Lethal cocktail of drugs results in St Albans woman’s death
- Credit: Archant
A woman coping with severe pain died after accidentally taking too many drugs to alleviate her suffering, a county coroner has ruled this week.
Police were called to Claire Lee’s Newgate Close home in St Albans when a taxi driver alerted them after he knocked on her door and did not receive a reply, which was out of character.
The taxi driver used to regularly take her to the chemist to pick up her methadone prescription.
She was known to Spectrum, a Herts drug and alcohol recovery service, and had previously admitted smoking drugs most days and was also sporadically using crack cocaine.
PC James Irlen, who found the 51 year old, found Claire lying on the bed on her back with her eyes closed and making a loud snoring noise.
She was breathing heavily but was unresponsive to his attempts to rouse her.
An ambulance was requested but this had to be chased up as she began to worsen.
- 1 Armed police seize machete from Sandpit Lane in St Albans
- 2 Rapist jailed for 15 years after kidnapping teen in Hemel Hempstead
- 3 Hertfordshire teen bullying victim given royal honour
- 4 Police probe into death of man in 20s at 'Kinky Towers' in Hertfordshire
- 5 Every household in the UK to get £400 to help with rising energy bills
- 6 Explained: What the cost of living support package means for you
- 7 Peregrine falcon chick hatches at St Albans Cathedral in a city first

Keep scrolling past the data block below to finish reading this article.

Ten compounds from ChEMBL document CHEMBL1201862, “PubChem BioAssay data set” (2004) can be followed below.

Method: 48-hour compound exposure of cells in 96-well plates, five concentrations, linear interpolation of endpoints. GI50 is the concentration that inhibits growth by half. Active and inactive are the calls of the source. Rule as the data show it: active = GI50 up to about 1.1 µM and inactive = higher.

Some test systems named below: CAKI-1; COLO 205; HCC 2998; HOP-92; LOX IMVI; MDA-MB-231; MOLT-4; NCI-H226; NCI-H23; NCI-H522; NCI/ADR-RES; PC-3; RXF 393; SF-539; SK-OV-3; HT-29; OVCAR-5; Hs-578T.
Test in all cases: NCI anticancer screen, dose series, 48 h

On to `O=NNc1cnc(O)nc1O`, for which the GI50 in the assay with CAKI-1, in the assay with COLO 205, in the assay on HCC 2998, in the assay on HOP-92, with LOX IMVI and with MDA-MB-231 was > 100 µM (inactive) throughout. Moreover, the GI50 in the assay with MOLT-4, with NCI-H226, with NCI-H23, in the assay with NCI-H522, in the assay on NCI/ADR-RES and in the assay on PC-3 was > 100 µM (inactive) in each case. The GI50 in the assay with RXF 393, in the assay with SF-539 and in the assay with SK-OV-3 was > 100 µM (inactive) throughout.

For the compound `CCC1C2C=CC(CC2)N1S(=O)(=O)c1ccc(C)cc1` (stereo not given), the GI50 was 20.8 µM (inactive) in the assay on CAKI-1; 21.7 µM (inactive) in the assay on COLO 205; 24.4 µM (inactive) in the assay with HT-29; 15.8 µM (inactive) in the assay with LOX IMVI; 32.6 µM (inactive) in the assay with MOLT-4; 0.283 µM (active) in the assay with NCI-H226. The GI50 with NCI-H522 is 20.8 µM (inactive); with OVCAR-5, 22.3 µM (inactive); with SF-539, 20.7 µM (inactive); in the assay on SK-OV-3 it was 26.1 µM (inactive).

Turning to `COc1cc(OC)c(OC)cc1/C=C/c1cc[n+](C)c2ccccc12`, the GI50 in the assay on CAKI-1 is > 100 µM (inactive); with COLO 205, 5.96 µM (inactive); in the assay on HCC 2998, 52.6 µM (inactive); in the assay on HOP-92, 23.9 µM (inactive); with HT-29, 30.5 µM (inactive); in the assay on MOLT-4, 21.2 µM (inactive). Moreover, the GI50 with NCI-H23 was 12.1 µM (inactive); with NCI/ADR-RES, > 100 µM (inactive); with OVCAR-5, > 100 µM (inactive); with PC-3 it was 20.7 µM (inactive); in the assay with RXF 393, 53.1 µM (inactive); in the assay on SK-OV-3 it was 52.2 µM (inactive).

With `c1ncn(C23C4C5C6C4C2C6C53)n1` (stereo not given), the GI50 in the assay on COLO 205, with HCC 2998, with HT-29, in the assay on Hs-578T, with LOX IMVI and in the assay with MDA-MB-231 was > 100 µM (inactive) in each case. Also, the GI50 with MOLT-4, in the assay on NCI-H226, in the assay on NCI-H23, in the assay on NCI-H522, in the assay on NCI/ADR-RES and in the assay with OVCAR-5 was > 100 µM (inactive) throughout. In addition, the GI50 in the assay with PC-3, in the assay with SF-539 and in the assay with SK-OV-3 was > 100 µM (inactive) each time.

- 8 Clarence Park deckchairs banned following council concerns
- 9 5 things you might not have known about Herts county council's new chairman
- 10 Council confirms first monkeypox case in Hertfordshire
By the time the ambulance arrived her pulse was very faint and her breathing was shallow.
PC Irlen noted that her flat was extremely dirty and there was drug paraphernalia lying around which included foil, syringes and bent spoons and a small amount of herbal cannabis.
Herts coroner Edward Thomas said Claire had been complaining of chest pain and had been admitted to the emergency department at the QE2 hospital back in May, which may have been for a fractured rib.
A post mortem examination revealed high levels of codeine and tramadol.
There was also evidence of methadone in her system which was in a therapeutic range, but one that could be toxic to somebody not used to taking it.
But the amount of dihydrocodeine, which is used to relieve moderate to severe pain, was in a range that could be lethal.
Mr Thomas said there were no injuries to her body that would have caused her death but it was noted she had self harm marks.
Recording a verdict of accidental death, he explained: “There was a problem with her ribs; she was in and out of hospital and therefore nothing was found to indicate any intention to take her own life.”
He added: “The overdose was a result of taking far too much to relieve the pain she was clearly suffering from.”